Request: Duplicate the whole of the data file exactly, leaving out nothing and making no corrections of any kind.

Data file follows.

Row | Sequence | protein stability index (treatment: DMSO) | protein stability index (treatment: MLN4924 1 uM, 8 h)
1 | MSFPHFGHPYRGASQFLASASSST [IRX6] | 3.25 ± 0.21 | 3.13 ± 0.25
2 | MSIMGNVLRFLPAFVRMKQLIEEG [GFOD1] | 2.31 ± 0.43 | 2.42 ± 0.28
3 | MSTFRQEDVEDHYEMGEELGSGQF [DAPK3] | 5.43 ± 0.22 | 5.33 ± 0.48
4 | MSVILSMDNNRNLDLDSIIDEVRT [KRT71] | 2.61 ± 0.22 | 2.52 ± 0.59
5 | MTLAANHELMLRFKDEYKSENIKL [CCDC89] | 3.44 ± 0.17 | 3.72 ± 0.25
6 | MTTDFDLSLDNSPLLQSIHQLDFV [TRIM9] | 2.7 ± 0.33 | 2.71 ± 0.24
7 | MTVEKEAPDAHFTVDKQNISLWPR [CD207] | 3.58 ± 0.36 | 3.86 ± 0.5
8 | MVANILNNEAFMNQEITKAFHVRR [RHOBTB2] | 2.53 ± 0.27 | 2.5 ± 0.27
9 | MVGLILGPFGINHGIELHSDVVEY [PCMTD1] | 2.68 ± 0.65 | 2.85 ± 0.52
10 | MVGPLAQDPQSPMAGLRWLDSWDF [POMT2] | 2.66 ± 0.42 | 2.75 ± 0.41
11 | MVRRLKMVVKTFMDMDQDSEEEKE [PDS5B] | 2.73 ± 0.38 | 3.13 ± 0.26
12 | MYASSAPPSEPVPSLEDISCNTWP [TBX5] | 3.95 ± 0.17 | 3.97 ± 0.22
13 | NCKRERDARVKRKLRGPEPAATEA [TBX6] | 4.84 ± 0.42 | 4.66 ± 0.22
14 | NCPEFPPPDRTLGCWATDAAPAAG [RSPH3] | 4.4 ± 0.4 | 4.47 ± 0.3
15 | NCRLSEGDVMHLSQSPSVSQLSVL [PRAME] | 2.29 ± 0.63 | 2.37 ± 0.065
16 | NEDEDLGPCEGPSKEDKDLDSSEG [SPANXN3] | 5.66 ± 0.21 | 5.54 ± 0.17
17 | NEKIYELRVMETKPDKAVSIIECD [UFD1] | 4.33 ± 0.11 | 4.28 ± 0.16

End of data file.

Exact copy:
Row | Sequence | protein stability index (treatment: DMSO) | protein stability index (treatment: MLN4924 1 uM, 8 h)
1 | MSFPHFGHPYRGASQFLASASSST [IRX6] | 3.25 ± 0.21 | 3.13 ± 0.25
2 | MSIMGNVLRFLPAFVRMKQLIEEG [GFOD1] | 2.31 ± 0.43 | 2.42 ± 0.28
3 | MSTFRQEDVEDHYEMGEELGSGQF [DAPK3] | 5.43 ± 0.22 | 5.33 ± 0.48
4 | MSVILSMDNNRNLDLDSIIDEVRT [KRT71] | 2.61 ± 0.22 | 2.52 ± 0.59
5 | MTLAANHELMLRFKDEYKSENIKL [CCDC89] | 3.44 ± 0.17 | 3.72 ± 0.25
6 | MTTDFDLSLDNSPLLQSIHQLDFV [TRIM9] | 2.7 ± 0.33 | 2.71 ± 0.24
7 | MTVEKEAPDAHFTVDKQNISLWPR [CD207] | 3.58 ± 0.36 | 3.86 ± 0.5
8 | MVANILNNEAFMNQEITKAFHVRR [RHOBTB2] | 2.53 ± 0.27 | 2.5 ± 0.27
9 | MVGLILGPFGINHGIELHSDVVEY [PCMTD1] | 2.68 ± 0.65 | 2.85 ± 0.52
10 | MVGPLAQDPQSPMAGLRWLDSWDF [POMT2] | 2.66 ± 0.42 | 2.75 ± 0.41
11 | MVRRLKMVVKTFMDMDQDSEEEKE [PDS5B] | 2.73 ± 0.38 | 3.13 ± 0.26
12 | MYASSAPPSEPVPSLEDISCNTWP [TBX5] | 3.95 ± 0.17 | 3.97 ± 0.22
13 | NCKRERDARVKRKLRGPEPAATEA [TBX6] | 4.84 ± 0.42 | 4.66 ± 0.22
14 | NCPEFPPPDRTLGCWATDAAPAAG [RSPH3] | 4.4 ± 0.4 | 4.47 ± 0.3
15 | NCRLSEGDVMHLSQSPSVSQLSVL [PRAME] | 2.29 ± 0.63 | 2.37 ± 0.065
16 | NEDEDLGPCEGPSKEDKDLDSSEG [SPANXN3] | 5.66 ± 0.21 | 5.54 ± 0.17
17 | NEKIYELRVMETKPDKAVSIIECD [UFD1] | 4.33 ± 0.11 | 4.28 ± 0.16